Measure would change the way NH unemployment taxes are imposed

Provision in budget companion bill would make it harder to both raise and lower them
Richard Lavers 1200

Deputy Employment Security Commissioner Richard Lavers

New Hampshire unemployment taxes could no longer be raised at the discretion of the Employment Security commissioner under some changes tucked away in the budget the House passed last week, but it will also be harder to lower them.

The idea is to build up the unemployment trust fund with a strong enough cushion so the state won’t need a cash infusion – from a national economic stimulus program, expensive borrowing from the federal government or increased taxes – to rescue it during the next economic downturn, said Richard Lavers, deputy director of New Hampshire Employment Security.

Increasing unemployment taxes – which makes every new hire slightly more expensive – is not the best strategy when you are trying to beat back or climb out of a recession, Lavers said.

“The way we look at it is we ask the most when they can least afford it, and we ask the least when they most afford it,” Lavers told NH Business Review.  “We want to turn that around.  We want to take away the disincentive to hire.”

Here is how the law currently works:  The unemployment tax rate is based on the experience rate – layoffs a company has made in the past. When the unemployment trust fund goes up, the department gives employers an automatic discount half-percent discount when it reaches certain levels – $250 million, $275 million and $300 million.  When it falls below $150 million, the department can add a surcharge in half-percent increments to protect the solvency of the fund, at the discretion of the commissioner.

Before the pandemic hit in March 2020, the trust fund stood at $300 million, but the unprecedented surge in unemployment – the rate jumping from 2.7% in March to 16% in April – forced the state to eventually pay out $1.8 billion in benefits. While the federal government paid the bulk of it, the state ended up taking $315 million out of the trust fund. That would have triggered surcharges as it dipped below $70 million had not Gov. Chris Sununu pumped $50 million of CARES Act money into the fund.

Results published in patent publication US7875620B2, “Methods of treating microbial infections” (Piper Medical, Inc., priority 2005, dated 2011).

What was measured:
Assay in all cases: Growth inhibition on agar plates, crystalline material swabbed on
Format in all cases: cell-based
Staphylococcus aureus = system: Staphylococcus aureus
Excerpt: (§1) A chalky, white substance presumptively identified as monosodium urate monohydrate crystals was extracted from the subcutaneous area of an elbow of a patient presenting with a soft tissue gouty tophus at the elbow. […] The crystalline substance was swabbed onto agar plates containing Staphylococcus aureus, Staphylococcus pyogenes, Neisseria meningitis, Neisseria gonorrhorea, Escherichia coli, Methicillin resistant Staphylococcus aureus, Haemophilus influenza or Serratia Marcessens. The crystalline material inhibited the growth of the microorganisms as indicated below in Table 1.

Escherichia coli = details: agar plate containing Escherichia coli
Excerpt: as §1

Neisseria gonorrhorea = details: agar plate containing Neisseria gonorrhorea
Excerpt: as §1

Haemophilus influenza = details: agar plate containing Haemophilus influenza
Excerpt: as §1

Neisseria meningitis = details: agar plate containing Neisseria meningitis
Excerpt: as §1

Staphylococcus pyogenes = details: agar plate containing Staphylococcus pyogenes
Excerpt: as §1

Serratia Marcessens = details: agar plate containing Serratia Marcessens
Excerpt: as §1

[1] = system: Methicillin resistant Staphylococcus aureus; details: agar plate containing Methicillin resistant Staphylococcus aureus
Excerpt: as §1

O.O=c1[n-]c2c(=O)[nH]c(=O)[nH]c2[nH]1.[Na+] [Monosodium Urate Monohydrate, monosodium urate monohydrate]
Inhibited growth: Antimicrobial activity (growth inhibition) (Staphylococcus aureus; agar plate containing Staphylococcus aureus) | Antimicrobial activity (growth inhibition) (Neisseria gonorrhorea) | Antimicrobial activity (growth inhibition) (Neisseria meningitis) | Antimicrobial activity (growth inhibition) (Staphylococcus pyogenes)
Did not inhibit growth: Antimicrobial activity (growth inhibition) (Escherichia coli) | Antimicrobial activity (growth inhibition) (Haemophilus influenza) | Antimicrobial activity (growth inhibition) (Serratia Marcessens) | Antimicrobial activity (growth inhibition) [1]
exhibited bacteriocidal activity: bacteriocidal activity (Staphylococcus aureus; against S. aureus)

The trust fund now stands at $103 million, though the state expects it to decline to $85 million by the end of the year. Commissioner George Copadis, however, has not implemented any surcharges, and if the budget passes, he won’t be able to.

The changes contained in House Bill 2, the trailer bill to the budget, would eliminate the commissioner’s emergency surcharge powers and would increase the thresholds that trigger discounts.

It won’t change the trigger at $250 million, but the second would rise to $300 million and the third would go to $400 million.

The change won’t affect employers this year. Lavers said he doesn’t expect the trust fund to climb that high for another five to seven years, so the law’s impact will be “pretty far off in the future,” he said. The idea is to build the fund up, “so you don’t have to rely on an infusion of dollars next time” there’s an economic downturn

Federal aid continues to help, as state unemployment claims decrease in fits and starts.

Last week, the U.S. Labor Department indicated that new claims in New Hampshire for the week ending April 3 dropped below 1,000 again, to 893, for the second time since the pandemic began. That was 41% drop from the previous week. There was an 8% drop, to 8,529, in federal claims during the week ending March 27.  Those claims are paid by the federal government to self-employed individuals and those who have to stay home for Covid-related reasons.

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